Human rights official accuses Mexico’s judiciary of obstructing investigation into disappearance of 43 students in 2014

Protest for the 43 students disappeared in Guerrero, Mexico. Image courtesy of ISABEL SANGINÉS/SOMOSELMEDIO.ORG

Undersecretary of Human Rights Alejandro Encinas Rodríguez, who is leading a special commission looking into the disappearance of 43 Mexican students in the state of Guerrero in 2014, accused Mexico’s judiciary of hindering the investigation. 

Through a statement issued by the Ministry of Interior on Wednesday, Mr. Encinas denounced alleged hampering by federal judges who dismissed the charges on two members of the criminal organization ‘Los Tilos’ suspected to be involved in the students’ disappearance. 

According to Judge Enrique Beltrán Santes, since both suspects were already tried and acquitted for the same charges years ago, it is impossible to try them again under the same pretenses. 

Mr. Encinas argues that the initial dismissal of their case was due to a lack of convincing evidence and not a final resolution that exonerated them. 

Alejandro Encinas Rodríguez. Image courtesy of Wikimedia Commons.

“The accusation against ‘Los Tilos’ is supported by solid evidence. However, the Federal Judiciary prevents access to truth and justice for the victims and continues to hinder the results of an investigation whose line is to solve the disappearance of the 43 students, locate their whereabouts and bring the perpetrators to justice.”

Mexico’s Undersecretary of Human Rights Alejandro Encinas Rodríguez

In early May, the Undersecretary of Public Security, Ricardo Mejía, announced the apprehension of a member of the criminal organization ‘Guerreros Unidos’ and ‘Los Tilos,’ Salvador N, on charges of being involved in organized crime, forced disappearance, and his participation in the disappearance of the 43 students. 

On the night of September 26, 2014, different attacks coordinated by local police and armed groups in Iguala, Guerrero, resulted in the death of five students and three other non-student civilians,  and the disappearance of 43 students from Ayotzinapa, a school for teachers.  

At the time, outrage surrounding the mass disappearance of the students grew as reports came in about alleged collusion between local authorities and organized crime groups who allegedly disappeared the students after their encounter with law enforcement.  

In January 2015, then-Attorney General Jesús Murillo Karam, closed the investigation on the disappeared students and arrested then mayor of Iguala, José Luis Abarca Velázquez, and his wife, María de Los Ángeles Pineda Villa, accusing them of being the intellectual authors behind the crime.

This rendition of the events, infamously dubbed “The historical truth,” stated that neither the military nor any other federal force was involved in the crime. It also named Mr. Abarca and his wife as leaders of “Guerreros Unidos” and said they gave the order to the police to deliver the students to the criminal organization who then murdered and allegedly incinerated their remains in a dump.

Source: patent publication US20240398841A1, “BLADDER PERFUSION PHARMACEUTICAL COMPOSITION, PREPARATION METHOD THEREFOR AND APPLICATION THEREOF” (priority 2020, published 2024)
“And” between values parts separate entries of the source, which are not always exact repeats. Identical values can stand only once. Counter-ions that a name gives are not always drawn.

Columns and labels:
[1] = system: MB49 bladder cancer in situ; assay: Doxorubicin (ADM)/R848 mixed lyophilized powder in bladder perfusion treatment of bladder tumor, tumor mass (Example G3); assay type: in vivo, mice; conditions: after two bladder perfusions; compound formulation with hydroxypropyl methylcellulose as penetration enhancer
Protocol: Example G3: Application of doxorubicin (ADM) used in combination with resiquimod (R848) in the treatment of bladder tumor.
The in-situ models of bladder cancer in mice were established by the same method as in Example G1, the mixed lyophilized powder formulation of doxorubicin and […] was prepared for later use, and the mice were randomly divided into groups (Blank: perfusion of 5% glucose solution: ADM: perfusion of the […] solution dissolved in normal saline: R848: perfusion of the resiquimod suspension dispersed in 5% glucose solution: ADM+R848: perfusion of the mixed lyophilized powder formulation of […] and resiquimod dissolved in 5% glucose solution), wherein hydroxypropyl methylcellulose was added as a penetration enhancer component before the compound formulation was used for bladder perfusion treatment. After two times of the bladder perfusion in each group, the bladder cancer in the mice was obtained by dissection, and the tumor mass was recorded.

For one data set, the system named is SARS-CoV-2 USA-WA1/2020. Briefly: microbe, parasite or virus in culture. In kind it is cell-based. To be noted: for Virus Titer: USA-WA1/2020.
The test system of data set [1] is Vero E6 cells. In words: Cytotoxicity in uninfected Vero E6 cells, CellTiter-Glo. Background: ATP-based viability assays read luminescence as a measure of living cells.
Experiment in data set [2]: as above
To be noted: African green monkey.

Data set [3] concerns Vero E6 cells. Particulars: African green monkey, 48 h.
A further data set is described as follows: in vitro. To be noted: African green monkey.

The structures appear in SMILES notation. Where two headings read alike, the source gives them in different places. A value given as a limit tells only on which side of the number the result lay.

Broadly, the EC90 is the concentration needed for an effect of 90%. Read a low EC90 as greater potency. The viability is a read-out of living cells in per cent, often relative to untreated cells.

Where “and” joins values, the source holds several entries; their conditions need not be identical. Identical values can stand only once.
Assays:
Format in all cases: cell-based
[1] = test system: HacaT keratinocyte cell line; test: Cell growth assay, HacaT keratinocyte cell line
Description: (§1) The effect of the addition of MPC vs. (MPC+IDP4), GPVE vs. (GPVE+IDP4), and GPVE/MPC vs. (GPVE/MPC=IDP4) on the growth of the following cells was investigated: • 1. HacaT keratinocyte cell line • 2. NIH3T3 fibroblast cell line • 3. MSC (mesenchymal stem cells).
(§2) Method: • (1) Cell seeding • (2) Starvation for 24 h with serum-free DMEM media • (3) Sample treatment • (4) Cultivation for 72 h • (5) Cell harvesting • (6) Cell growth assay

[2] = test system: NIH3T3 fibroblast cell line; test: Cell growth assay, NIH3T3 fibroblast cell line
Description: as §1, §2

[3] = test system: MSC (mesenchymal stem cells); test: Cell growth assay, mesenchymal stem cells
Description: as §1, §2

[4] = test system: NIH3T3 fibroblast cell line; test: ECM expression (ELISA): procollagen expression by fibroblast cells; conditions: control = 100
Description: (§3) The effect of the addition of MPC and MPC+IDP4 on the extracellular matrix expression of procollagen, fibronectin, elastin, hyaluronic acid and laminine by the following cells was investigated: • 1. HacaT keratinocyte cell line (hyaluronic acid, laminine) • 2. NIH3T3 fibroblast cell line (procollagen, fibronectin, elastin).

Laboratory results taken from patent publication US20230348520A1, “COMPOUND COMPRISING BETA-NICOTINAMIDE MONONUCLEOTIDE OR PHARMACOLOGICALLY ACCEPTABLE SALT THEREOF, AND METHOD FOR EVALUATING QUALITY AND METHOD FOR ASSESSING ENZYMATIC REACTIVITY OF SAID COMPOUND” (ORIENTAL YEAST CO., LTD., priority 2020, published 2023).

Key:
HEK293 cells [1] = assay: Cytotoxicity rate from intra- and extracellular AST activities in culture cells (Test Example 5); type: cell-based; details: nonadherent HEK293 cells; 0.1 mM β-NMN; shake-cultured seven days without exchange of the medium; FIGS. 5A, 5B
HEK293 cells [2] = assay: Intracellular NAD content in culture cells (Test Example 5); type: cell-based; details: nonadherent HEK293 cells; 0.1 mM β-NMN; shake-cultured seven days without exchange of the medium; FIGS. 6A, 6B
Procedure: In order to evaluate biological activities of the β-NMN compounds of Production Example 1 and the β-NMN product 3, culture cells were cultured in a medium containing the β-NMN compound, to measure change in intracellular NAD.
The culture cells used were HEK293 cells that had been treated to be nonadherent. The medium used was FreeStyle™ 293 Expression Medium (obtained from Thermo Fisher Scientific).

Protesters in support of justice for the 43 disappeared students in Mexico. Image courtesy of montecruzfoto.org via Flickr.

The historical truth was met with controversy, with family members of the victims rejecting the findings. 

The Interdisciplinary Group of Independent Experts (GIEI), the special investigative group doing independent research on the events, as well as a group of Argentine forensic experts hired to carry out the investigation, dismissed the official government version. 

Arturo Zaldívar, the president of Mexico’s Supreme Court, fired back at Mr. Encinas’ comments on Wednesday, saying that it was not correct to disparage the judiciary system in the face of a decision.

However, Mr. Zaldívar did mention that the use of torture to draw confessions from alleged witnesses of the crime is well documented, acknowledging irregularities in the investigation. 

Around 40 videos document different forms of torture used by the commander of the now-defunct Center of Investigation and National Security (CISEN), Tomás Zeron. Mr. Zeron is currently in exile in Israel with Mexican authorities working towards his extradition to prosecute him for his involvement in torture and corruption during the investigation. 

Other revelations point to government mismanagement or even a potential cover up in the investigation of the disappeared students.  

According to a March report from the Inter-American Commission on Human Rights, the Mexican Navy played an active part in manipulating evidence in the case. 

The report disclosed that drone images and documentation guarded by the armed forces for six years placed members of the Navy transporting “three white bundles”  with unknown contents to the dump where the charred remains of the students were found.  

“The Navy elements manipulate packages that they take out of two pickup trucks, three packages are seen in the upper part of the garbage dump. Subsequently, a group of Navy elements descend to the bottom of the dump. While they light a bonfire at the beginning of the slope,” the report read.

MANDATO MEDIDA CAUTELAR MC/409/14 CIDH